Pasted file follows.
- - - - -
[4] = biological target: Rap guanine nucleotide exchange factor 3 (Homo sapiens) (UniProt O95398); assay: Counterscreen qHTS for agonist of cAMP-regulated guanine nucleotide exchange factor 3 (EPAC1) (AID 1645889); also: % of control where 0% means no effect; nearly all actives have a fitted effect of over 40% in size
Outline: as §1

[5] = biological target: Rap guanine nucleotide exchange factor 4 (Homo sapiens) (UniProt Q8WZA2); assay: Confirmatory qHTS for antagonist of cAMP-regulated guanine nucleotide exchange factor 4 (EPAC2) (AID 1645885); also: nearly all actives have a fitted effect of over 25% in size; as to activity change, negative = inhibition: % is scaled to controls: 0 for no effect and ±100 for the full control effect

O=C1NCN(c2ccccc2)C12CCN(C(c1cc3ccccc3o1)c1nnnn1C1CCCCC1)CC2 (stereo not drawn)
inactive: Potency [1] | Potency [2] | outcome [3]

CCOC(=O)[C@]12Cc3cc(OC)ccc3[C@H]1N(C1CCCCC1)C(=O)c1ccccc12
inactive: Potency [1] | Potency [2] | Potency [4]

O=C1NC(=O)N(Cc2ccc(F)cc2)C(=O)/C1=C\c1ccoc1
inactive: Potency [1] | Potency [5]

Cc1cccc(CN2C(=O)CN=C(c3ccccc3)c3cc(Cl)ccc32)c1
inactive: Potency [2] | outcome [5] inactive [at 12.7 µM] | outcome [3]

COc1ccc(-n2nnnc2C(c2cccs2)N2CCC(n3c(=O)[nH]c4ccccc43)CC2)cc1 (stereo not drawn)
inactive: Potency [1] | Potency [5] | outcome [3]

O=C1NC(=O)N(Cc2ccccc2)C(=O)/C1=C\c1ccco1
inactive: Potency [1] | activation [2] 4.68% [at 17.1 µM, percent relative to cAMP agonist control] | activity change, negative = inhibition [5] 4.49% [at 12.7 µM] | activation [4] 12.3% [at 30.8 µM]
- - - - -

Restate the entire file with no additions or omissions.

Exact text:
[4] = biological target: Rap guanine nucleotide exchange factor 3 (Homo sapiens) (UniProt O95398); assay: Counterscreen qHTS for agonist of cAMP-regulated guanine nucleotide exchange factor 3 (EPAC1) (AID 1645889); also: % of control where 0% means no effect; nearly all actives have a fitted effect of over 40% in size
Outline: as §1

[5] = biological target: Rap guanine nucleotide exchange factor 4 (Homo sapiens) (UniProt Q8WZA2); assay: Confirmatory qHTS for antagonist of cAMP-regulated guanine nucleotide exchange factor 4 (EPAC2) (AID 1645885); also: nearly all actives have a fitted effect of over 25% in size; as to activity change, negative = inhibition: % is scaled to controls: 0 for no effect and ±100 for the full control effect

O=C1NCN(c2ccccc2)C12CCN(C(c1cc3ccccc3o1)c1nnnn1C1CCCCC1)CC2 (stereo not drawn)
inactive: Potency [1] | Potency [2] | outcome [3]

CCOC(=O)[C@]12Cc3cc(OC)ccc3[C@H]1N(C1CCCCC1)C(=O)c1ccccc12
inactive: Potency [1] | Potency [2] | Potency [4]

O=C1NC(=O)N(Cc2ccc(F)cc2)C(=O)/C1=C\c1ccoc1
inactive: Potency [1] | Potency [5]

Cc1cccc(CN2C(=O)CN=C(c3ccccc3)c3cc(Cl)ccc32)c1
inactive: Potency [2] | outcome [5] inactive [at 12.7 µM] | outcome [3]

COc1ccc(-n2nnnc2C(c2cccs2)N2CCC(n3c(=O)[nH]c4ccccc43)CC2)cc1 (stereo not drawn)
inactive: Potency [1] | Potency [5] | outcome [3]

O=C1NC(=O)N(Cc2ccccc2)C(=O)/C1=C\c1ccco1
inactive: Potency [1] | activation [2] 4.68% [at 17.1 µM, percent relative to cAMP agonist control] | activity change, negative = inhibition [5] 4.49% [at 12.7 µM] | activation [4] 12.3% [at 30.8 µM]